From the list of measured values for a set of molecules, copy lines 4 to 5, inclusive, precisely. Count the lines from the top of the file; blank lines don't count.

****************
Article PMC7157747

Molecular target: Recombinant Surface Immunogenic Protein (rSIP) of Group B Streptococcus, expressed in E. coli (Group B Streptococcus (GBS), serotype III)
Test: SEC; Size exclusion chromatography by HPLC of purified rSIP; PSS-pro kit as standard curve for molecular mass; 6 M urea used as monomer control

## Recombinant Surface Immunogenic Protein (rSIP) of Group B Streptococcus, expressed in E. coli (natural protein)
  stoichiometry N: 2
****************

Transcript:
## Recombinant Surface Immunogenic Protein (rSIP) of Group B Streptococcus, expressed in E. coli (natural protein)
  stoichiometry N: 2